Background Increased physical activity is often recommended for weight maintenance and loss. Therefore many overweight persons want to take up running as a form of exercise. Although running has positive effects on health and fitness, the incidence of a running related injury (RRI) is high.
Objective To examine the risk of sustaining a RRI in overweight novice runners.
Design prospective cohort design.
Setting Novice runners (N=848) preparing for a recreational 4-mile (6.7-km) running event.
Participants Participants were recruited by local newspapers. 334 novice runners with a Body mass index (BMI) of 25 or more and 514 novice runners with a BMI less than 25 started with a beginners training program.
Assessment of risk factors After completing a baseline questionnaire and orthopaedic examination all novice runners registered information on running characteristics and RRI using an Internet-based running log.
Main outcome measurement The primary outcome measure was RRIs per 100 participants. An RRI was defined as any musculoskeletal complaint of the lower extremity or back causing a restriction of running for at least 1 week. Secondary outcome measure was exposure time during follow-up.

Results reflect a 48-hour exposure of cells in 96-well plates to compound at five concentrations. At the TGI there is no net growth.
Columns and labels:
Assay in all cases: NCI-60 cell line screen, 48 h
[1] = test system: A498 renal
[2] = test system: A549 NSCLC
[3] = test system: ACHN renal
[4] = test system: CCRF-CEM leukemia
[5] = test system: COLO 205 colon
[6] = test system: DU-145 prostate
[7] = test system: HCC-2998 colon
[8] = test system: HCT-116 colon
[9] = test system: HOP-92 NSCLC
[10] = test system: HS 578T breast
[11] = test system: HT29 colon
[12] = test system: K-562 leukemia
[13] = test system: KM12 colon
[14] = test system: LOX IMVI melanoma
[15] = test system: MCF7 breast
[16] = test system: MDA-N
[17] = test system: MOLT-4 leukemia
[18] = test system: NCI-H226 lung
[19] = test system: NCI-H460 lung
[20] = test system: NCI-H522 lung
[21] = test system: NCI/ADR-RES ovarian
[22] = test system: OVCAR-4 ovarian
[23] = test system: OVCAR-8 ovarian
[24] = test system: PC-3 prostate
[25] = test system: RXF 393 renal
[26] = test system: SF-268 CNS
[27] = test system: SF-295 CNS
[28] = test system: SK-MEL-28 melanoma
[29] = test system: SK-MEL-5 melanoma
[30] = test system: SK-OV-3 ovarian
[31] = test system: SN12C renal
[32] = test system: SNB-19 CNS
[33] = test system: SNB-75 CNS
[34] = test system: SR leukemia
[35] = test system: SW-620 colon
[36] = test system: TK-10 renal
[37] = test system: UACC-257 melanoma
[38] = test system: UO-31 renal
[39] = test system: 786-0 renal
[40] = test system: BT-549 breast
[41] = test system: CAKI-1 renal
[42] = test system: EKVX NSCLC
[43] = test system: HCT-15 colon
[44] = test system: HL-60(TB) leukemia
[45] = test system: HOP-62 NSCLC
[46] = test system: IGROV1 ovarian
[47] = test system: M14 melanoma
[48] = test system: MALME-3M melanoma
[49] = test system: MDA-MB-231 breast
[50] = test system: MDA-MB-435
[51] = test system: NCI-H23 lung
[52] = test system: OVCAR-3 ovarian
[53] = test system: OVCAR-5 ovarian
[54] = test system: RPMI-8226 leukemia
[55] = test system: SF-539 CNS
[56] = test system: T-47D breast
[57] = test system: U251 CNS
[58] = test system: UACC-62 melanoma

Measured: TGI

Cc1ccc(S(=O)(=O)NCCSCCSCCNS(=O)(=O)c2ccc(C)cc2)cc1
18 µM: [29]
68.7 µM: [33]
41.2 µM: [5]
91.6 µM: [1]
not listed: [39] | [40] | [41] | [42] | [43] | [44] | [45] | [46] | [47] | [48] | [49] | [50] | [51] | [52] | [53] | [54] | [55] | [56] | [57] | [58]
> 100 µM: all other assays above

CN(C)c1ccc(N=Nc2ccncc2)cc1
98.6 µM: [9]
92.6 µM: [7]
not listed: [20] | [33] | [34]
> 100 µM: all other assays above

Results 25% (82 of 334) of the overweight novice runners sustained a RRI during follow-up compared to 15% (76 of 514) in the group of participants with BMI<25. The difference in proportion was significant (χ2=4.77, df=1, p=0.03). Furthermore, the mean exposure time in both groups was equal, that is, 346 versus 349 min in the overweight group.
Conclusion Overweight novice runners that take up running are more prone to a RRI. Although the proportion of injured runners in the overweight group was significantly higher, the exposure time was equal in both groups.
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